2. Camino Portugues
The Camino Portugues, or the Portuguese Way, has in recent years become the second most popular route leading to Santiago de Compostela. Nearly 20% of pilgrims traveled along this route in 2016. Boasting fantastic cities such as Lisbon, Porto and Pontevedra, it also passes by stunning coastlines with beautiful, sandy beaches. The Portuguese Way begins in Lisbon and journeys inland, to the north, passing close to the Catholic pilgrimage site of Fatima. Reaching Porto, it then travels further north towards the Spanish border, crossing at the beautiful old town of Tui, and onwards for just over 100km into Santiago. If you’re looking to get away from the crowds, but still want lots of amenities during your walking days, then the Camino Portuguese is a great option.
3. Camino Portugues Coastal
The Camino Portugues Coastal Way is a variant of the original Camino Portugues and has become popular in recent years due to its proximity to the beautiful Atlantic Ocean. It runs along the shoreline for several days, hugging the coast and allowing pilgrims to amble along boardwalks by the seaside and saunter around the estuaries of this remote coastline. Along the way, pilgrims will visit the beautiful old tourist town of Baiona, the port town of Vigo with its magnificent old quarter, and the spectacular Pontevedra, the ancient capital of Galicia. The last leg then cuts inland through woodlands toward Padron and onwards through small villages and hamlets to Santiago de Compostela. This route is flatter than the original Camino Portugues, so those who prefer sea views or walking through forest will help decide which path to take. Follow the Camino offers four different ways to enjoy the Portuguese Coastal Way by foot or by bike.
4. Camino del Norte
The Camino del Norte, or the Northern Way, is also referred to as the Ruta de la Costa. This Camino was used for centuries by pilgrims making their way along the magnificent northern Spanish coasts of the Basque region and Asturias. As it’s by the sea, the weather is typically not as warm as some of the more inland routes, however, it can be quite hilly in parts. Interestingly, the Northern Way does not actually finish in Santiago but instead joins the Camino Primitivo for its last leg. Beginning in Irun, the Camino del Norte crosses dramatic scenery along the northern coast of Spain. The first major stop is the small city of San Sebastian in the Basque region which is famed for its Michelin-starred restaurants, beaches and natural harbour in the Bay of Biscay. The route veers inland through rolling grassy hills and comes back to the sea at Bilbao, famed for its world-renowned Guggenheim Museum designed by architect Frank Gehry. From there, forest tracks, medieval towns and coastal villages feature amongst rugged coastline and beaches on the way to the port city of Santander, capital of the Cantabria region on the northern coast. The route then tracks the coastline, passing through panoramic estuaries, inland meadows and sleepy villages with old monasteries, narrow footpaths and beautiful beaches all framed by magnificent mountain backdrops until the destination of Oviedo is reached with its famous cathedral of San Salvador. With culinary cities like San Sebastian, Bilbao, Santander and Oviedo boasting many Michelin stars, this route is definitely one for the foodies!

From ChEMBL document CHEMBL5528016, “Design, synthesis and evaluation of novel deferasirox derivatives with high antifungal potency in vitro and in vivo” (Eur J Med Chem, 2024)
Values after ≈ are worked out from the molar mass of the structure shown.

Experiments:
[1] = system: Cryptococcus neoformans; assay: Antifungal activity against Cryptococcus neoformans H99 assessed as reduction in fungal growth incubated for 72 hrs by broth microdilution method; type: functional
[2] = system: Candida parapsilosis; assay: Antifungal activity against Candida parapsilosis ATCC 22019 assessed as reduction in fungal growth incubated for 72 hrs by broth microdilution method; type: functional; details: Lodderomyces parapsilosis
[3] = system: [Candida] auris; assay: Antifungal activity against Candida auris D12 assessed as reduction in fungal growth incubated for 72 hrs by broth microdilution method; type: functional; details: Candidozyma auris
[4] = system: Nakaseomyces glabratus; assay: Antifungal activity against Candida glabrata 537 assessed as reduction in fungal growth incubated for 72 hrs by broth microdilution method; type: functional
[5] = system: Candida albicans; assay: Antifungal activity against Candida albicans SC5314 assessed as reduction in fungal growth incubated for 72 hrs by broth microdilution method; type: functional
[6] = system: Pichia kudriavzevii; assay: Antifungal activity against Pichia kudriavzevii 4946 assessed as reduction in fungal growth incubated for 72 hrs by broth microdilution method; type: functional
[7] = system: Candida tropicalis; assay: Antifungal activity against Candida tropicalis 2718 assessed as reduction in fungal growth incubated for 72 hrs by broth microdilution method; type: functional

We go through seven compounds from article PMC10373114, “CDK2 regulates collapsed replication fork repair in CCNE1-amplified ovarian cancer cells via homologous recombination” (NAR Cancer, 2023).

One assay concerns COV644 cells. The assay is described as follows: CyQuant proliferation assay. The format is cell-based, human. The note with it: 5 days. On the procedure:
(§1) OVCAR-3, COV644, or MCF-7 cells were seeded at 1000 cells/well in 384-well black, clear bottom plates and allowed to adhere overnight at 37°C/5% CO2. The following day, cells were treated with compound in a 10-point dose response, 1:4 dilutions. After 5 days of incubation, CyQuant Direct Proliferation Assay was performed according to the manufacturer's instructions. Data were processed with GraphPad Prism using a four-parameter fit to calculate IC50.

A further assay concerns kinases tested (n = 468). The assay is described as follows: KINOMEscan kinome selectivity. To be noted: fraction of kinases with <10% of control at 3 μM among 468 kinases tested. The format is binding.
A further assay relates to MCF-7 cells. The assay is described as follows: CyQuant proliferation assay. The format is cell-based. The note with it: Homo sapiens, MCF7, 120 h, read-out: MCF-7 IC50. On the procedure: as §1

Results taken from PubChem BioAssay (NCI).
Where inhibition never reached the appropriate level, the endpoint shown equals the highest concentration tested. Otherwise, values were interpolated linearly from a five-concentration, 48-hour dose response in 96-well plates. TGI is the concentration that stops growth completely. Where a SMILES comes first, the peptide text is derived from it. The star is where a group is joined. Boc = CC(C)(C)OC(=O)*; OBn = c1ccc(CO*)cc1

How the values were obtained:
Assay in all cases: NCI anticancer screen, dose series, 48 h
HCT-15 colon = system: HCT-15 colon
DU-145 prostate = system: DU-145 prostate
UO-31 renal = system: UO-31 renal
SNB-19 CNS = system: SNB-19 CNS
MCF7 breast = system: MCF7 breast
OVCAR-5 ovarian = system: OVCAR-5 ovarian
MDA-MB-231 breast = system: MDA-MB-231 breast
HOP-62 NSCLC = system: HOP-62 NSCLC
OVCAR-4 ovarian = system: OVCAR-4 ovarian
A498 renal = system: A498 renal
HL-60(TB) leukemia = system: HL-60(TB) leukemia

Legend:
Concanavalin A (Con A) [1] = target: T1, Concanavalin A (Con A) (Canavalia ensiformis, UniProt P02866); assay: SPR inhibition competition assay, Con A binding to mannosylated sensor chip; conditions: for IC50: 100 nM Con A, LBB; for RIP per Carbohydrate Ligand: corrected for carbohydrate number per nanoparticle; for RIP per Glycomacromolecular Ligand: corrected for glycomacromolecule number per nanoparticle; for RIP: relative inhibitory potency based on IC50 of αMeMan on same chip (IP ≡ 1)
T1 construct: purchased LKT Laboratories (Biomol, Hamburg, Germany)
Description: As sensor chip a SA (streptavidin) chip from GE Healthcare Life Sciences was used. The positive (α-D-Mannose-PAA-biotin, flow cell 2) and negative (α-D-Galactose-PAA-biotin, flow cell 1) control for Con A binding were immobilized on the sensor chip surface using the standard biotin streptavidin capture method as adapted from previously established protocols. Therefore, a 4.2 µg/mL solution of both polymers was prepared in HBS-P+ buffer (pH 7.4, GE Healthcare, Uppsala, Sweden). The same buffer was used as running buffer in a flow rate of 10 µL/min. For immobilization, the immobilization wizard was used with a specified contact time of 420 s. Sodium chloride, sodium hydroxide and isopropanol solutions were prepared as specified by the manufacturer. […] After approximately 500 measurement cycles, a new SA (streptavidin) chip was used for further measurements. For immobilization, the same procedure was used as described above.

5. Camino Primitivo
The Camino Primitivo, or Original Way, is a scenically beautiful yet challenging walk and is typically understood to be the first pilgrimage route to Santiago de Compostela. While it’s not the flattest walk, it’s one of the most rewarding. The route starts off in Oviedo and travels in a south-westerly direction towards Santiago for about 328km. As it’s less frequently travelled, it has fewer amenities along the way. The route was originally developed by King Alfonso II in the 9th Century and it was he who confirmed that the remains unearthed in Santiago de Compostela were those of the Apostle Saint James. The route has many steep ascents and is unsurprisingly favoured by those looking for a fitness challenge. The ups and downs also bring with them many beautiful valleys, mountains and scenic viewpoints as the route brings you from the province of Asturias into Galicia near the River Navia. Along this route, the path runs through woodlands, crossing farmlands and small rural villages into the city of Lugo which is still completely surrounded by Roman walls and towers. The last section meets the Camino Frances in Melide and follows the same route for the next 50km to Santiago.